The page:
Visiting Faculty, Indian Institute of Technology, Gandhinagar
Dr Leslee Lazar is a cognitive neuroscientist and a visual artist. His research interests are in the neuroscience of creativity and aesthetics. His art practice involves collages, photomontage and woodcut printmaking techniques to explore topics that are at the intersection of art, science and culture. Dr Lazar completed his PhD in Neurosciences at National Brain Research Centre, India, where he researched how the brain processes touch information and how it changes because of injuries. He followed it with a post-doctoral fellowship at Harvard Medical School.
Currently, he teaches at Center for Cognitive and Brain Sciences at Indian Institute of Technology, Gandhinagar. Apart from his teaching and research, he is passionate about building scientific temper in society and has experience teaching cognitive science and neuroscience at leading design schools in India.
ABC – Art, Brain and Creativity
(presented in Panel Discussion 2: Knowledge and Making)
In recent years, there has been an increased interest to incorporate arts education into (science, technology, education and mathematics) STEM. This has led to the new moniker STEAM (science, technology, education, arts and mathematics) and a reevaluation of curriculum and pedagogy in educational institutes. This societal development also parallels the interest among brain scientists to discover how the brain produces creativity.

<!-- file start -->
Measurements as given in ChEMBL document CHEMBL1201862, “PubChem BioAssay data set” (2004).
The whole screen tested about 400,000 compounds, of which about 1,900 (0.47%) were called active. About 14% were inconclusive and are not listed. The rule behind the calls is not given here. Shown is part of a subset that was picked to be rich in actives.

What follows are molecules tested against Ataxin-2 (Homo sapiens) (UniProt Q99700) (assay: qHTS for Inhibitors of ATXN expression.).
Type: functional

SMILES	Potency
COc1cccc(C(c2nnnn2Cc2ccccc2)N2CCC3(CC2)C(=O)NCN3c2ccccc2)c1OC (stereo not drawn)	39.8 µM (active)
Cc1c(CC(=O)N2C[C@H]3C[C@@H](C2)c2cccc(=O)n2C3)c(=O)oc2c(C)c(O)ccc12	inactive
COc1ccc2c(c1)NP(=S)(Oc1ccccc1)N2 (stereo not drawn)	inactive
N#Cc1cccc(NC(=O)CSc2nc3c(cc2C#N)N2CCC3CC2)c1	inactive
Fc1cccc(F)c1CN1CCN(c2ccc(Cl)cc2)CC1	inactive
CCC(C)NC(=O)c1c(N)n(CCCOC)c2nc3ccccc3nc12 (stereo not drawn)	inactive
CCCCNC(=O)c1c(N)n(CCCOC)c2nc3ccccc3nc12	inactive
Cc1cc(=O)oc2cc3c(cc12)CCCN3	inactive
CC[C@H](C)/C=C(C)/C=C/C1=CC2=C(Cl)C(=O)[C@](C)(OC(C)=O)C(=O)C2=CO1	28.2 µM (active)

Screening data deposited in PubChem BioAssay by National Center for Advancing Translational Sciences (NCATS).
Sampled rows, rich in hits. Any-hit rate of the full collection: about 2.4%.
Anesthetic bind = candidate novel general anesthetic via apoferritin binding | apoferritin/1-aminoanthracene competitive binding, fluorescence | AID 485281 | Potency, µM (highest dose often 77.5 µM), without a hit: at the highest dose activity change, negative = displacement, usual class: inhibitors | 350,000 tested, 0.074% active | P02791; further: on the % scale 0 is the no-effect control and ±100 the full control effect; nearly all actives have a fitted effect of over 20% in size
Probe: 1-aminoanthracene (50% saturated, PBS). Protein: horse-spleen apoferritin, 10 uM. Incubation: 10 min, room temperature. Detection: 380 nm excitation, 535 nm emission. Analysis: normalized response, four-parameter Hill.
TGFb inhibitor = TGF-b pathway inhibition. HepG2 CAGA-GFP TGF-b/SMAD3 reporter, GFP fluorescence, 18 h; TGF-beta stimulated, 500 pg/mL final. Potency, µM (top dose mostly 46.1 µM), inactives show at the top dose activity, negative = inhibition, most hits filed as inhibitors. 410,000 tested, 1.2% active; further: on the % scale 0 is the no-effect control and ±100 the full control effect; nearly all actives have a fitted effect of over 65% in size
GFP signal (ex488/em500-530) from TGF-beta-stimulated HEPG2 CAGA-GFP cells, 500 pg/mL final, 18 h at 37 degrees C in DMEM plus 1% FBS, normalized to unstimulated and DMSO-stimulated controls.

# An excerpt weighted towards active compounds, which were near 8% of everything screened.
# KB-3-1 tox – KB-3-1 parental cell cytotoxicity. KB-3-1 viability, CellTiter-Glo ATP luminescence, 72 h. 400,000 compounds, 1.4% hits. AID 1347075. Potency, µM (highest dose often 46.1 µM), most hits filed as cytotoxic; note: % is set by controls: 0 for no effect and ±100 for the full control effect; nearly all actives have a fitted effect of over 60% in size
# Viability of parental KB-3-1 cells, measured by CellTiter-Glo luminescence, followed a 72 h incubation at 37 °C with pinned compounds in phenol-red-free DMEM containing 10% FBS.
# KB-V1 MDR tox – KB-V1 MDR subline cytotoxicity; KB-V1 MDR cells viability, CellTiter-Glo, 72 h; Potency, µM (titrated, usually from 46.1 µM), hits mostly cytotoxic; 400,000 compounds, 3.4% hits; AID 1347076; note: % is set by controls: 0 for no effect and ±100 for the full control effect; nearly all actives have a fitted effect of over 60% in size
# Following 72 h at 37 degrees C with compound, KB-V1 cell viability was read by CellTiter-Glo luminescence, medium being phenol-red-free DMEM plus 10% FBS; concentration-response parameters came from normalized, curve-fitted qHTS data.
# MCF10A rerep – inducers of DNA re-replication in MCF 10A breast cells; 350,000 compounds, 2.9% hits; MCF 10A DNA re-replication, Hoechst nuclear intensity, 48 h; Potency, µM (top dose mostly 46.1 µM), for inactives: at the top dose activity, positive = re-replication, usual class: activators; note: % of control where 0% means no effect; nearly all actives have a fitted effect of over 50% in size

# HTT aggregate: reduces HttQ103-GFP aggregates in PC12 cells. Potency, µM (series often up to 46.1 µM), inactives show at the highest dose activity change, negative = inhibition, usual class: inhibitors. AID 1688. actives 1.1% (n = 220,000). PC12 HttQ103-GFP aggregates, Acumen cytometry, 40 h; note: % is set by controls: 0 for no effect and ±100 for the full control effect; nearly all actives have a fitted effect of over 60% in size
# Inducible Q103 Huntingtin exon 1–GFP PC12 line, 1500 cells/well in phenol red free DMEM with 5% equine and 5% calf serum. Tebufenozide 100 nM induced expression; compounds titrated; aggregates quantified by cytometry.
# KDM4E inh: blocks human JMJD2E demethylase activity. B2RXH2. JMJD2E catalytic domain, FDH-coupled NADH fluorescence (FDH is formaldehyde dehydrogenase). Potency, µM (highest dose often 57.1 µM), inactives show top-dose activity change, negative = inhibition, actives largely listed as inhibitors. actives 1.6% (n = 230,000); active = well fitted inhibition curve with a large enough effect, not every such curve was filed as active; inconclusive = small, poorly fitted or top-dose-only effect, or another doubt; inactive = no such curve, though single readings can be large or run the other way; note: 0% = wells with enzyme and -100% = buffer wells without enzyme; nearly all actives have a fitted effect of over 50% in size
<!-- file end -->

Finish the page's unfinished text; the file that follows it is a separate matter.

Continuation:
Arguably, humans are unique in their ability to create art and respond to aesthetic features of the world around us, but how we perform these complex thought processes are not well known. The issue is complicated further by a lack of concrete definition of what creativity is, or what is the strategy one uses to achieve it. There is also a range of interpersonal variation, as, one person’s creativity can be another person’s mundane activity.
My talk will address how artistic creativity and aesthetic perception is conceptualized in the psychological and neural term and explain how patterns of brain activity in brain networks give rise to creative processes. I will refer to two concepts to connect cognitive neuroscience and art practices; the idea that our brain is “plastic” as it changes according to training and environment. The second idea is of embodied cognition, which says that our cognitive processes, including creativity, are rooted in our bodily experience.